A Nightmare on Elm Street
The immense popularity of villain Freddy Krueger and the flood of ever-sillier sequels have obscured the fact that the original Nightmare on Elm Street is one of the scariest and best horror movies ever made. Besides its status as one of the most successful and iconic horror films of the modern era, Nightmare also elevated director Wes Craven to the top of the horror heap and introduced the world to the future superstar Johnny Depp. The now-familiar plot follows a group of teens who have to face a killer — but the killer exists only in their dreams, and he's all too capable of killing them there. The film draws its horror from the way it blurs the line between reality and dreams, tapping into the primal fear that real nightmares produce. It executes a smart theme with a minimum of silliness and features a number of unforgettable scenes — notably, the blood-fountain death of one character, another being dragged across the ceiling before being brutally dispatched, and the twist dream-within-a-dream ending. Also notable is the way the film treats its teenage protagonists as intelligent, capable people instead of the cretinous, one-dimensional slasher bait usually found in its genre contemporaries.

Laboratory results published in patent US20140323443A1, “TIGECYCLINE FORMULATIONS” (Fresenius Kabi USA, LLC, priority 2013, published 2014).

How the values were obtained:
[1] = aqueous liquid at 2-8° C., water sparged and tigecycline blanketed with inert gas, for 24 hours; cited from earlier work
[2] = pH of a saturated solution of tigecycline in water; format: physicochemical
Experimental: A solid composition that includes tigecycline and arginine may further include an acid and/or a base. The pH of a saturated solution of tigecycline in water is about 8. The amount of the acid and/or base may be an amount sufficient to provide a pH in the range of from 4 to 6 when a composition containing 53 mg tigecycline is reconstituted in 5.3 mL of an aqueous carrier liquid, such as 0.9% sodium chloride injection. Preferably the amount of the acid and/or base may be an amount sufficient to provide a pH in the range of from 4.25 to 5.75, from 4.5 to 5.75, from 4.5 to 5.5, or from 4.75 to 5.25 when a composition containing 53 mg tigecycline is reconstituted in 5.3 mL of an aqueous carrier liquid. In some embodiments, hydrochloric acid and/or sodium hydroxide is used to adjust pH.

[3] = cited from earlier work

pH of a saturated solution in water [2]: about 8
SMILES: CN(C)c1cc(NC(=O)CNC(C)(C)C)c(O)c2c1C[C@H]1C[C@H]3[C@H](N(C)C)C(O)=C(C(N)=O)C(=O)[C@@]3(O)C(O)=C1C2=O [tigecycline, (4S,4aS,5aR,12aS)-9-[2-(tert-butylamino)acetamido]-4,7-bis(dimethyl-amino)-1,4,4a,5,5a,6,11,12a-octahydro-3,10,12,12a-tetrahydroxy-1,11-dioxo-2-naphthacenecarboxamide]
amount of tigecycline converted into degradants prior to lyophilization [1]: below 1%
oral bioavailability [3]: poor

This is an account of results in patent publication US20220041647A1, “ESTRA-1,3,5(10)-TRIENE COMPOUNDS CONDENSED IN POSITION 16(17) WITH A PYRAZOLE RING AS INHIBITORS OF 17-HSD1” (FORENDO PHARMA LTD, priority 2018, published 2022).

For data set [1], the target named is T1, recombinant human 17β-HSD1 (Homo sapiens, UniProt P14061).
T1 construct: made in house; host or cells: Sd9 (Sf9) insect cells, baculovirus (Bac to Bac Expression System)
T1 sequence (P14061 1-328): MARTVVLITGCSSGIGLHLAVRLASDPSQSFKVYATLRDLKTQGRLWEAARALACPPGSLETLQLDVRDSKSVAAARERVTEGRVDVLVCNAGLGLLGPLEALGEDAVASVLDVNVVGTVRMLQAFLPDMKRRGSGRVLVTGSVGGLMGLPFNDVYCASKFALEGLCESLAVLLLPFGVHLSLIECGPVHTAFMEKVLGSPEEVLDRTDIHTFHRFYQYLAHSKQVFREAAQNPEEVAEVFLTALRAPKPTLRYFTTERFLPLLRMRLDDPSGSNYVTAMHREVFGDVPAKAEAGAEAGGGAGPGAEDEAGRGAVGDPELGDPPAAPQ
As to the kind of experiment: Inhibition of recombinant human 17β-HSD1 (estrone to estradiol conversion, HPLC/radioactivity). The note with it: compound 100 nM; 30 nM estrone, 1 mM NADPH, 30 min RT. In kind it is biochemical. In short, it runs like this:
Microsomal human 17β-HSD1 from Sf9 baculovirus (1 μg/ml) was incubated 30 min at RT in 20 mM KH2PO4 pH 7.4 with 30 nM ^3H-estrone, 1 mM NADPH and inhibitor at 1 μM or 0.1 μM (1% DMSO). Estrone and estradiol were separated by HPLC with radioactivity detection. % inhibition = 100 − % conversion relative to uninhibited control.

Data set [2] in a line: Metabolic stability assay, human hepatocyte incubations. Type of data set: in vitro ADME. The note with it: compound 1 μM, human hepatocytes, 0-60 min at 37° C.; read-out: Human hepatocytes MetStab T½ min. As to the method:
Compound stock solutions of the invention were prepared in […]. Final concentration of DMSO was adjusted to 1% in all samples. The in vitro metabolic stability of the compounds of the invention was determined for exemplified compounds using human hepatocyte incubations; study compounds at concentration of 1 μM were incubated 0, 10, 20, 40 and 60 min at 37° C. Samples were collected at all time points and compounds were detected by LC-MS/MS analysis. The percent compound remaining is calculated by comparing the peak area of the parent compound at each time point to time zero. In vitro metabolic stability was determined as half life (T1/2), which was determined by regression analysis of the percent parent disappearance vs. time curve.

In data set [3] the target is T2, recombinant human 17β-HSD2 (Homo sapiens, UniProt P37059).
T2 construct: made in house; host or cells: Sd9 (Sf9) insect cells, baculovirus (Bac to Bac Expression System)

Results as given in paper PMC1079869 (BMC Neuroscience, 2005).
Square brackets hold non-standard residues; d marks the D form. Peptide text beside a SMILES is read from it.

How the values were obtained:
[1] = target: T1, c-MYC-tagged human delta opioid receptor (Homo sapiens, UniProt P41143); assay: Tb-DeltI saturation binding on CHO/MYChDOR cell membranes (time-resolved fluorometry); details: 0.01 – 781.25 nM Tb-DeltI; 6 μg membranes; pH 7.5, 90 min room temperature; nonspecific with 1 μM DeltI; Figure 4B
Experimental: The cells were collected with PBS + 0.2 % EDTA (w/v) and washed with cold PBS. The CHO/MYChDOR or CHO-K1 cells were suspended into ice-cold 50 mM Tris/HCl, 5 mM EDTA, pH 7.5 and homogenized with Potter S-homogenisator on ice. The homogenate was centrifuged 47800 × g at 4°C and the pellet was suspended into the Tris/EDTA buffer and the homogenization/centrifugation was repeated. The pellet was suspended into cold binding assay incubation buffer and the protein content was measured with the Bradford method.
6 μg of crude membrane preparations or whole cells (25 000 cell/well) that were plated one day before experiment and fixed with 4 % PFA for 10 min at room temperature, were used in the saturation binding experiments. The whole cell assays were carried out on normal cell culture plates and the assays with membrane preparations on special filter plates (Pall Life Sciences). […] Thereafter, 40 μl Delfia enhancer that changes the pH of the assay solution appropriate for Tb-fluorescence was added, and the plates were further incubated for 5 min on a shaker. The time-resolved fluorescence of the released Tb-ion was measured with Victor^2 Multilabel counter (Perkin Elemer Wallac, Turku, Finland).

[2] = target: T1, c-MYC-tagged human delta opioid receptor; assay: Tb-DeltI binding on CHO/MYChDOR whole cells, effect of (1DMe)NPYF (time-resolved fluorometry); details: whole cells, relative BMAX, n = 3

A Nightmare on Elm Street screens at the Esquire Theatre, 590 Downing Street, on Friday, October 31, and Saturday, November 1, at midnight. Call 303-352-1992. — Cory Casciato
Get the Film Club Newsletter
Stay up to date on the best new movies with our critics' latest reviews, interviews and trailers for the films coming to a theater near you each week.